The fourth and final Saranac Art Symposium


Saranac Symposium 4 - Mitchell and Mobley
Ben Mitchell and Karen Mobley spoke on the panel for the Saranac's fourth art symposium.

Over the course of four gatherings at the Saranac Art Projects hosted four “State of the Visual Arts” symposiums. Moderated by teacher and artist Scott Kolbo, the symposiums brought together panels of artists, teachers, media members and arts professionals to discuss topics related to the visual arts in Spokane such as venues, critical dialogue and patro nage.

The fourth and final symposium brought together MAC director Ben Mitchell, and Spokane City arts director Karen Mobley to discuss patronage. The panel defines patronage as audience members of cultural events, who generally coming from diverse backgrounds and educational experiences.

Mobley cited at least two studies on arts audiences, one of which took place at the Denver Art Museum. Her summary of the results reveals that while people such as those in attendance at the symposium might go to museums seeking an intellectual opportunity, the vast majority of audience members go to cultural events simply for the experience. Additionally, simple experiential factors such as parking, seating, perceived elitism and even aversion to perfume can discourage the general public from attempting to attend a cultural event.

So how do we create and encourage patronage in Spokane?

The forum seemed to arrive at a two part answer. First, art education from an early age is vital. Schools and parents must provide young children with art experiences such as museum visits, crafts, theatre and public art. Such early exposure to the arts provide lasting impressions, even into adulthood and shape future attitudes towards the art and culture.

The second answer is that arts organizations must meet patrons at their level. Not only do we need to provide quality artistic content, but we must also be aware of the factors that might possibly detract from the experience: parking, accessibility, noise levels, perceived elitism, quality of food offerings and so forth. Karen Mobley pointed out that most men don’t actually like going to the opera, but they like the effect that this romantic date has on their wives.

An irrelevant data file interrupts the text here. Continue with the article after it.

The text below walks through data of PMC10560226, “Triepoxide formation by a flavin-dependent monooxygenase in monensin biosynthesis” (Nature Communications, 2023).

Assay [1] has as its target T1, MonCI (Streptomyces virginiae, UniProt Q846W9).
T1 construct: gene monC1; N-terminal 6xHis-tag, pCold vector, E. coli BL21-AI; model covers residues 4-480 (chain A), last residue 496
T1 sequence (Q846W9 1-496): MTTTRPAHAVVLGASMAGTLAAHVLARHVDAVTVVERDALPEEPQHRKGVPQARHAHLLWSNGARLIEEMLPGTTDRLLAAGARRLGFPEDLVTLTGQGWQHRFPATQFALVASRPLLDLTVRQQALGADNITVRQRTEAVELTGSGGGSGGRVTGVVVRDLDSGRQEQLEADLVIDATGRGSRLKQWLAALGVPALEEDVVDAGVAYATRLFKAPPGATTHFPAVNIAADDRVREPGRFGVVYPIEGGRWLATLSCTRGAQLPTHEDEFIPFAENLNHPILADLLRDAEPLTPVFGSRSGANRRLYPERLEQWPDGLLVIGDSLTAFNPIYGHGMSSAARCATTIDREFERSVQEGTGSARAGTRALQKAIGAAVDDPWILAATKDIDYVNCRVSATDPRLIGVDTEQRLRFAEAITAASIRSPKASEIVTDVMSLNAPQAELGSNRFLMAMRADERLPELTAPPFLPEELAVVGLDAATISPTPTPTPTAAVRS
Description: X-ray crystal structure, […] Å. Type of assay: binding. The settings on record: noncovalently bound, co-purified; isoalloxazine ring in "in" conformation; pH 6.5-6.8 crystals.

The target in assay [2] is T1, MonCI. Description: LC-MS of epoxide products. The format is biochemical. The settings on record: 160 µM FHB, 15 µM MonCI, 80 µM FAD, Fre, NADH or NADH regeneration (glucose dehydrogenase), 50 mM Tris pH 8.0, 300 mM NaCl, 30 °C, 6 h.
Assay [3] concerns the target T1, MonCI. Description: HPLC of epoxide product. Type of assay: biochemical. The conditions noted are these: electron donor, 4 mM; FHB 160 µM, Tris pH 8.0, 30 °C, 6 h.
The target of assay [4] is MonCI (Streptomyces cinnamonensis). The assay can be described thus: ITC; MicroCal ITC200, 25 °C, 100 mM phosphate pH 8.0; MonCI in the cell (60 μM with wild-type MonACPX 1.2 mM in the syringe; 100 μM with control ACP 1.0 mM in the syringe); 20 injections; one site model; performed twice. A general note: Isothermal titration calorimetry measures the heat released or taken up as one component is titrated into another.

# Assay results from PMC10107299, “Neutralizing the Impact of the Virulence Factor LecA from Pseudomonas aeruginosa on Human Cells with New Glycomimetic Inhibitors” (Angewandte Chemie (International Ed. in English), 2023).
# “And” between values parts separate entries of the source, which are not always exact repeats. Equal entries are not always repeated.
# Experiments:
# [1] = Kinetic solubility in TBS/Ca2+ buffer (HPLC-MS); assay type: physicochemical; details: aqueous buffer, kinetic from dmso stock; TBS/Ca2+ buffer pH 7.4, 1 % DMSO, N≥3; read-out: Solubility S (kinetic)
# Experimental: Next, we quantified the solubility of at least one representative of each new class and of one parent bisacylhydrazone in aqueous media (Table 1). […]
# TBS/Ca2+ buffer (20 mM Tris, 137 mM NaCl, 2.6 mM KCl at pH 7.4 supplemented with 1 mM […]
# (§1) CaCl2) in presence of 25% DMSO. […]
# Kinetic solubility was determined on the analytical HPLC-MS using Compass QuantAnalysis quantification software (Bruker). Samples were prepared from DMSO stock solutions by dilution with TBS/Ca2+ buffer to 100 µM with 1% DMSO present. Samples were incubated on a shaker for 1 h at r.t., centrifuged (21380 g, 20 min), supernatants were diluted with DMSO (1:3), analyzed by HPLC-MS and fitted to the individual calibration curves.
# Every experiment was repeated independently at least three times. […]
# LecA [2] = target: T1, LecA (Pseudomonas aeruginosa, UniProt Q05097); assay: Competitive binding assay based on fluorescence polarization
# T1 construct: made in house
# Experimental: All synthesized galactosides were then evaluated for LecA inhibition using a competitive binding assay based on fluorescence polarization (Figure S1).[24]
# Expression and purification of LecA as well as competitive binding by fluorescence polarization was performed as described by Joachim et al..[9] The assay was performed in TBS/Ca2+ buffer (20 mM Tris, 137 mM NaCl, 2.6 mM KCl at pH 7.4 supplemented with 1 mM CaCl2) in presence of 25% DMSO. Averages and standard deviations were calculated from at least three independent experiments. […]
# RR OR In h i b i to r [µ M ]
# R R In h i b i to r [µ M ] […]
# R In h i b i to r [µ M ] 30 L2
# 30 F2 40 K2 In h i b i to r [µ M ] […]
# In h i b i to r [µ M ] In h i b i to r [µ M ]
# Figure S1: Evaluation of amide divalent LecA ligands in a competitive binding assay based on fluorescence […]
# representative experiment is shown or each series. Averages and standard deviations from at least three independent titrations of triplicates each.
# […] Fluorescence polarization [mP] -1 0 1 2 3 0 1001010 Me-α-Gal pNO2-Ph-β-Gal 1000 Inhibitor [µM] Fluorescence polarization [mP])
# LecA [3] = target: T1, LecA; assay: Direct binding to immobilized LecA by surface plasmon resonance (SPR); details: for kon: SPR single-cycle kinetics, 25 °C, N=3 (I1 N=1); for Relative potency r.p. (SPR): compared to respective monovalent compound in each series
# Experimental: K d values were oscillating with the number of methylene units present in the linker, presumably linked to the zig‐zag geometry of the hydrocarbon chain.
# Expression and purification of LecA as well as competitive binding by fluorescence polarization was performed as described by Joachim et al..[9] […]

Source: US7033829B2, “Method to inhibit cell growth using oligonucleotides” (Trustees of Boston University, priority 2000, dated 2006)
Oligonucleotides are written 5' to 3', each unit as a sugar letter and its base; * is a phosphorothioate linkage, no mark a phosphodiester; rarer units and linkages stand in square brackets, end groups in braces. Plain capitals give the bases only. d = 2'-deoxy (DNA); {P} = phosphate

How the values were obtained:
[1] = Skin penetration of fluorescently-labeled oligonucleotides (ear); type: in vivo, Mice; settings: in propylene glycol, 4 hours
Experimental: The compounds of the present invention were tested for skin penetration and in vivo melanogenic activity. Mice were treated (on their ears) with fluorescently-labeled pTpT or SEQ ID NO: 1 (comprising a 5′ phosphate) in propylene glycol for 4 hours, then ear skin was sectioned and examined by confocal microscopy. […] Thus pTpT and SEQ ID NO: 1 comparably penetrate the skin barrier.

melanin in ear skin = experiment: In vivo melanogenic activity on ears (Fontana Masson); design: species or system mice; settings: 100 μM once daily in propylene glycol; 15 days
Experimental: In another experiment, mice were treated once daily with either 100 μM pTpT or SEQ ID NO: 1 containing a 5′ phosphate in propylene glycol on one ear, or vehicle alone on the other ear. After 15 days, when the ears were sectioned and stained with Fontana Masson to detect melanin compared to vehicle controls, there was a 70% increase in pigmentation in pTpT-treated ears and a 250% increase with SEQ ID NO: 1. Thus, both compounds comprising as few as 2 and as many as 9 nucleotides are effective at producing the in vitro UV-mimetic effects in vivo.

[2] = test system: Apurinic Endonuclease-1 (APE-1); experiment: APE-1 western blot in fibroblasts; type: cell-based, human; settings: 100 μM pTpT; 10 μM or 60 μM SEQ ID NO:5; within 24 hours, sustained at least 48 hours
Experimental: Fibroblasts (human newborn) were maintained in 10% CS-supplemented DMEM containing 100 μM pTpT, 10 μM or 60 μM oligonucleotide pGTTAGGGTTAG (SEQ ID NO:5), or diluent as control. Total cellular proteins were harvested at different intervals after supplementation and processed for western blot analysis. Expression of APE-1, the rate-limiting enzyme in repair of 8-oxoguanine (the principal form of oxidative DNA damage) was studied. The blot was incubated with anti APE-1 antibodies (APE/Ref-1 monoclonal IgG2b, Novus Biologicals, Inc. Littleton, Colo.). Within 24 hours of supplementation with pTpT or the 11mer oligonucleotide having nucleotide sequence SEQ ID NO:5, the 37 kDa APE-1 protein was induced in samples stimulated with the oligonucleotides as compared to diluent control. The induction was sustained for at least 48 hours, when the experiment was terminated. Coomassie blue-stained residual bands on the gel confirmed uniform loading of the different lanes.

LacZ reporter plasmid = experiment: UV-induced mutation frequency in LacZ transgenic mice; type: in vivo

Since the symposium focuses mainly on the visual arts, let’s ask how we can make contemporary art galleries more appealing to patrons of all kinds? The first thing I would address is the “awkward factor” that many people feel when they enter a sterile, quite gallery. People may not know how to behave in the gallery space, which creates tension, and if a visitor has trouble connecting with the art works – they just don’t ‘get it’ – the tension is compounded. Food at art receptions can help break the tension, unless visitors feel uncomfortable taking food without invitation to do so.

Artists and art appreciators have a responsibility to help their so-called “normal” friends to learn the social protocol for art galleries. Visitors are not expected to have an instant reaction to the art work that they can articulate right away. While we hope that people will want to spend time looking at our artwork, it is ok to take a quick glance and move on. We also hope that people will spend money when they see an artwork that inspires them, but again, galleries do not require visitors to open their wallets. Most museum and art gallery visits last for a very short time.

Personally, I still feel some awkwardness in certain art galleries, but I have learned how to conduct myself after attending many First Friday Artwalks.

What are your experiences in art galleries, museums and other cultural institutions? There is plenty of space for feedback in the comments. Feel free to tell me if I am completely wrong.

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